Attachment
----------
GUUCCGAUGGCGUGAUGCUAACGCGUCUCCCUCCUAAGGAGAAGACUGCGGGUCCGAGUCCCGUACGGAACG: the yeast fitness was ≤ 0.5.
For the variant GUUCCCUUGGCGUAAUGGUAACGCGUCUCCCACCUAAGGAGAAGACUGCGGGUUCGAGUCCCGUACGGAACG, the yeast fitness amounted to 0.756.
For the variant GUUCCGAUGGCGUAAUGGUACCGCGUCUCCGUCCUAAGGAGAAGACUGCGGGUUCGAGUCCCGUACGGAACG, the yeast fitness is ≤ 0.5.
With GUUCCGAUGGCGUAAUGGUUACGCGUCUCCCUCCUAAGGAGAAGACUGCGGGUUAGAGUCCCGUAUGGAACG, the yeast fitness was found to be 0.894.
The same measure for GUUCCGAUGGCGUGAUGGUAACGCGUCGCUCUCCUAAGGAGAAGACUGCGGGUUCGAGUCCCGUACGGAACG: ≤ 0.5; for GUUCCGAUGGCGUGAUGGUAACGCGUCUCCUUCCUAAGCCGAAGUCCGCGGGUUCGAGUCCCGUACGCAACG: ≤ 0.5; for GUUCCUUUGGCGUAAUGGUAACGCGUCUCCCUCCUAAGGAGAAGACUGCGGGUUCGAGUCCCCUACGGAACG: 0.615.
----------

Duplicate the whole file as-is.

GUUCCGAUGGCGUGAUGCUAACGCGUCUCCCUCCUAAGGAGAAGACUGCGGGUCCGAGUCCCGUACGGAACG: the yeast fitness was ≤ 0.5.
For the variant GUUCCCUUGGCGUAAUGGUAACGCGUCUCCCACCUAAGGAGAAGACUGCGGGUUCGAGUCCCGUACGGAACG, the yeast fitness amounted to 0.756.
For the variant GUUCCGAUGGCGUAAUGGUACCGCGUCUCCGUCCUAAGGAGAAGACUGCGGGUUCGAGUCCCGUACGGAACG, the yeast fitness is ≤ 0.5.
With GUUCCGAUGGCGUAAUGGUUACGCGUCUCCCUCCUAAGGAGAAGACUGCGGGUUAGAGUCCCGUAUGGAACG, the yeast fitness was found to be 0.894.
The same measure for GUUCCGAUGGCGUGAUGGUAACGCGUCGCUCUCCUAAGGAGAAGACUGCGGGUUCGAGUCCCGUACGGAACG: ≤ 0.5; for GUUCCGAUGGCGUGAUGGUAACGCGUCUCCUUCCUAAGCCGAAGUCCGCGGGUUCGAGUCCCGUACGCAACG: ≤ 0.5; for GUUCCUUUGGCGUAAUGGUAACGCGUCUCCCUCCUAAGGAGAAGACUGCGGGUUCGAGUCCCCUACGGAACG: 0.615.